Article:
Remembering what to say is a full-time occupation

By Lori Clinch

Having a bad memory is awful enough, but when I’m around my husband and our four sons, it’s the worst!

They are all blessed with stellar memories. They know where they have been, where they are going and why they ran into the kitchen. Not to mention, they know who they told what, when, and not only remember the response, but the location of the conversation.

Therefore, when I repeat myself (and apparently I do this a lot), my husband and my sons look at each other, roll their eyes and say, “We had this same conversation yesterday.”

They also like to say, “You already told me that,” “I answered that question last night” and then follow up their comments with a condescending, “She’s losing it!”

Sadly enough for me, I am at the age where I have to start each and every conversation with, “Stop me if I’ve told you this already.”

I would worry about me more if I weren’t blessed with gal pals who are the same age and experiencing the same thing.

Last week, three of us sat down to have a lovely visit about many things.  When the conversation led to the topic of our bad memories, my friend Ethyl said she could totally relate. She then explained how she went to the garage, no less than three times, to get the same thing and forgot what it was each and every time.

“Been there, done that!” our friend Terrie chimed in.

“I would walk out of the house,” Ethyl said, “and stand in the garage for a moment wondering why I came. Then I would go back inside, do a few things and then remember what it was, only to forget again the second I stepped out of the house.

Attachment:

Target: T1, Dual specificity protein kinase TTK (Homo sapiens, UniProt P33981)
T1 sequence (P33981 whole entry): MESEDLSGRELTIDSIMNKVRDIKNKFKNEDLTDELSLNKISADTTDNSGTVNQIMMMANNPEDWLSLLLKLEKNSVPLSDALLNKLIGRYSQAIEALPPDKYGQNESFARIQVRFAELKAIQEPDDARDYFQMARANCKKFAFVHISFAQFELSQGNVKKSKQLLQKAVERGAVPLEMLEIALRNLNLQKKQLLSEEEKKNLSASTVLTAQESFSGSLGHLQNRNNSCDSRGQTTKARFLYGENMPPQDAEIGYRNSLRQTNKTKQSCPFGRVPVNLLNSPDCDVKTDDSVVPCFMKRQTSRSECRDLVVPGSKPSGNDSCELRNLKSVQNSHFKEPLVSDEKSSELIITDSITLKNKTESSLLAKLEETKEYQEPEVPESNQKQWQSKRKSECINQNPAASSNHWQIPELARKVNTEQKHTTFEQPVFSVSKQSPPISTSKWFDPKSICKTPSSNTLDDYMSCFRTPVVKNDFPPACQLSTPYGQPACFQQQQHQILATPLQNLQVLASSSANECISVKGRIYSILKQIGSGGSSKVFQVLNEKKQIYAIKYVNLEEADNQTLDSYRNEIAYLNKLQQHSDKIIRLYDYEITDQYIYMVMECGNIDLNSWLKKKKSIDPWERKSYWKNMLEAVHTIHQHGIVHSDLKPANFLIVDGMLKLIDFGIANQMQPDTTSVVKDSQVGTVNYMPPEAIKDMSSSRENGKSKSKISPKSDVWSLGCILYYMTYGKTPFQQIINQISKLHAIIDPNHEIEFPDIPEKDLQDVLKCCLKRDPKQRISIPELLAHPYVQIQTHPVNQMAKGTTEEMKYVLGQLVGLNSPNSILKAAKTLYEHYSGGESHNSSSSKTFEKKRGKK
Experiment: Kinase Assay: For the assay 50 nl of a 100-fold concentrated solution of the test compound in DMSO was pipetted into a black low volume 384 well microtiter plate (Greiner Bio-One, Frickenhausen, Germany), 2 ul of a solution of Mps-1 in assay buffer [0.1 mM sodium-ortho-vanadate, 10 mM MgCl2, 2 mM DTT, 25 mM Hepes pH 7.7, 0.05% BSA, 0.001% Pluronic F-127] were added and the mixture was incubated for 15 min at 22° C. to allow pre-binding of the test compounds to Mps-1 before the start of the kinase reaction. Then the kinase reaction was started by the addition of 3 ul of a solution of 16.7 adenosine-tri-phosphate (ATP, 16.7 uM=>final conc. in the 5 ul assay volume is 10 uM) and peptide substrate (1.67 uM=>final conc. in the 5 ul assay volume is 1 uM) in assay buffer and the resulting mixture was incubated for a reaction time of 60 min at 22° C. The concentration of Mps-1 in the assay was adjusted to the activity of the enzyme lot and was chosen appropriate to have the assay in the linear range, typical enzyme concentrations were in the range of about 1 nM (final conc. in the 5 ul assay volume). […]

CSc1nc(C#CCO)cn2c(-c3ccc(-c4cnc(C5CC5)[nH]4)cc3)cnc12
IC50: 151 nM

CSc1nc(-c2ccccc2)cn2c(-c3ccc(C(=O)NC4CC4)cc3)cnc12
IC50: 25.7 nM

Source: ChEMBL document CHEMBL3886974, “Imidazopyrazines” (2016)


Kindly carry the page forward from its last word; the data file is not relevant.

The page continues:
“I finally grabbed some chicken out of the freezer,” Ethyl said, “and brought it into the kitchen, held it up to the empty room and asked ‘Was this it?’ ”

As Ethyl was telling her story, I thought of something really important that I wanted to say, but did not want to be rude. “I have to remember, I have to remember,” I repeated in my head. When Ethyl’s tale of woe turned to gray hairs and their multiplication, I pondered good manners.

Instead of listening to my dear friend, I wondered if I could simply interrupt the conversation and say, “I’m sorry, but I have something more important to say.” Would that be a bad thing? Would Ethyl understand? What would Ms. Manners say?

Sadly, while I was pondering my dilemma, I forgot what my important topic was.

Suddenly the room went quiet, we all looked at each other with blank looks and Ethyl asked, “What was I saying?”

“I can’t remember,” I responded.

“You were talking about chicken,” Terrie offered.

“What was I doing with chicken?” Ethyl inquired.

“Were you giving us a recipe?” I asked.

“I don’t have a good recipe for chicken, do I?”

Terrie then suggested, “Perhaps you were going to the garage for chicken when you suddenly realized you have gray hair!”

“What does chicken have to do with gray hair?” I said.

“I don’t know,” Terrie replied. “It was Ethyl’s story.”

“Now I remember!” Ethyl exclaimed. “I was talking about how Vera makes great chicken and then I was commenting on the fact that she doesn’t have as much as a strand of gray hair.” As she went back into her story, I suddenly remembered my all-too-important topic.

I then thought to myself that Ethyl was an understanding friend and therefore would forgive me for my interruption. I blurted out, “I’m so sorry to interrupt you, but I have something really important to tell you and I’m afraid I’ll forget if I don’t say it right this minute.”

All eyes were upon me when I realized, with great dismay, that during my sincere apology, I had once again forgotten what I wanted to say.

“Was it a recipe for chicken?” Terrie asked.

“Perhaps it had something to do with your garage,” Ethyl suggested.

If I truly am losing my mind, at least I can find some measure of comfort knowing I am in good company.

Lori Clinch is the mother of four sons and the author of the book “Are We There Yet?” You can reach her by sending an email to loriclinch2010@gmail.com.